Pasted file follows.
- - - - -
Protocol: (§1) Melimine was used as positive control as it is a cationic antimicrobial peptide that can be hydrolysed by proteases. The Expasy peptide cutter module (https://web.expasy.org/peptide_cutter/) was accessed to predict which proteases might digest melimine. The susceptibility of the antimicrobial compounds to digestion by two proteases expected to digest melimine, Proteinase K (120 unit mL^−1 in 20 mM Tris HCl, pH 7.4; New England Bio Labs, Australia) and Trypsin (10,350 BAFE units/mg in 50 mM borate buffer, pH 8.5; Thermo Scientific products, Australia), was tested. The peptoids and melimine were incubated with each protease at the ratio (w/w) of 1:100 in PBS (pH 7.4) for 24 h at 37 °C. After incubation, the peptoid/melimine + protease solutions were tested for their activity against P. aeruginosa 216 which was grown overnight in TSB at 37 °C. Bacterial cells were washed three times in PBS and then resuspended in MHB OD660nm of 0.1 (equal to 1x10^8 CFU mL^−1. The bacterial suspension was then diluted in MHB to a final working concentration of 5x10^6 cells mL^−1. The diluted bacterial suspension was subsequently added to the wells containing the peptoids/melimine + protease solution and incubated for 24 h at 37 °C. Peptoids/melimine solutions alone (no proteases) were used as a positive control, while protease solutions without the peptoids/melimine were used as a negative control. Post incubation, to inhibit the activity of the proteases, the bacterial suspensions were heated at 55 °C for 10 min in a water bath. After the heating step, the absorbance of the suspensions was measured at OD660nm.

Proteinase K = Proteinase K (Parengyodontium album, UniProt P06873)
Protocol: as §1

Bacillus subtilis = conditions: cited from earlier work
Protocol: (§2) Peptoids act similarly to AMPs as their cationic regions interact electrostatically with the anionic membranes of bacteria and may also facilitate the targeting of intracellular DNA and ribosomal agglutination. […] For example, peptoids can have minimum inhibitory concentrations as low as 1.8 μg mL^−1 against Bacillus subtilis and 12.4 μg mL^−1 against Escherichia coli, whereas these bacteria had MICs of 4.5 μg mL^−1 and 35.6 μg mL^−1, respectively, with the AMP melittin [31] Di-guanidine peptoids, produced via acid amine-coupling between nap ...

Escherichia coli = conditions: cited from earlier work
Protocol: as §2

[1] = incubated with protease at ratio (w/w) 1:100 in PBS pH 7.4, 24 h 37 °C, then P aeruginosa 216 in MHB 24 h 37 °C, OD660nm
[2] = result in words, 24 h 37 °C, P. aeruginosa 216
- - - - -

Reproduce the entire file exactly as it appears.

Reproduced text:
Protocol: (§1) Melimine was used as positive control as it is a cationic antimicrobial peptide that can be hydrolysed by proteases. The Expasy peptide cutter module (https://web.expasy.org/peptide_cutter/) was accessed to predict which proteases might digest melimine. The susceptibility of the antimicrobial compounds to digestion by two proteases expected to digest melimine, Proteinase K (120 unit mL^−1 in 20 mM Tris HCl, pH 7.4; New England Bio Labs, Australia) and Trypsin (10,350 BAFE units/mg in 50 mM borate buffer, pH 8.5; Thermo Scientific products, Australia), was tested. The peptoids and melimine were incubated with each protease at the ratio (w/w) of 1:100 in PBS (pH 7.4) for 24 h at 37 °C. After incubation, the peptoid/melimine + protease solutions were tested for their activity against P. aeruginosa 216 which was grown overnight in TSB at 37 °C. Bacterial cells were washed three times in PBS and then resuspended in MHB OD660nm of 0.1 (equal to 1x10^8 CFU mL^−1. The bacterial suspension was then diluted in MHB to a final working concentration of 5x10^6 cells mL^−1. The diluted bacterial suspension was subsequently added to the wells containing the peptoids/melimine + protease solution and incubated for 24 h at 37 °C. Peptoids/melimine solutions alone (no proteases) were used as a positive control, while protease solutions without the peptoids/melimine were used as a negative control. Post incubation, to inhibit the activity of the proteases, the bacterial suspensions were heated at 55 °C for 10 min in a water bath. After the heating step, the absorbance of the suspensions was measured at OD660nm.

Proteinase K = Proteinase K (Parengyodontium album, UniProt P06873)
Protocol: as §1

Bacillus subtilis = conditions: cited from earlier work
Protocol: (§2) Peptoids act similarly to AMPs as their cationic regions interact electrostatically with the anionic membranes of bacteria and may also facilitate the targeting of intracellular DNA and ribosomal agglutination. […] For example, peptoids can have minimum inhibitory concentrations as low as 1.8 μg mL^−1 against Bacillus subtilis and 12.4 μg mL^−1 against Escherichia coli, whereas these bacteria had MICs of 4.5 μg mL^−1 and 35.6 μg mL^−1, respectively, with the AMP melittin [31] Di-guanidine peptoids, produced via acid amine-coupling between nap ...

Escherichia coli = conditions: cited from earlier work
Protocol: as §2

[1] = incubated with protease at ratio (w/w) 1:100 in PBS pH 7.4, 24 h 37 °C, then P aeruginosa 216 in MHB 24 h 37 °C, OD660nm
[2] = result in words, 24 h 37 °C, P. aeruginosa 216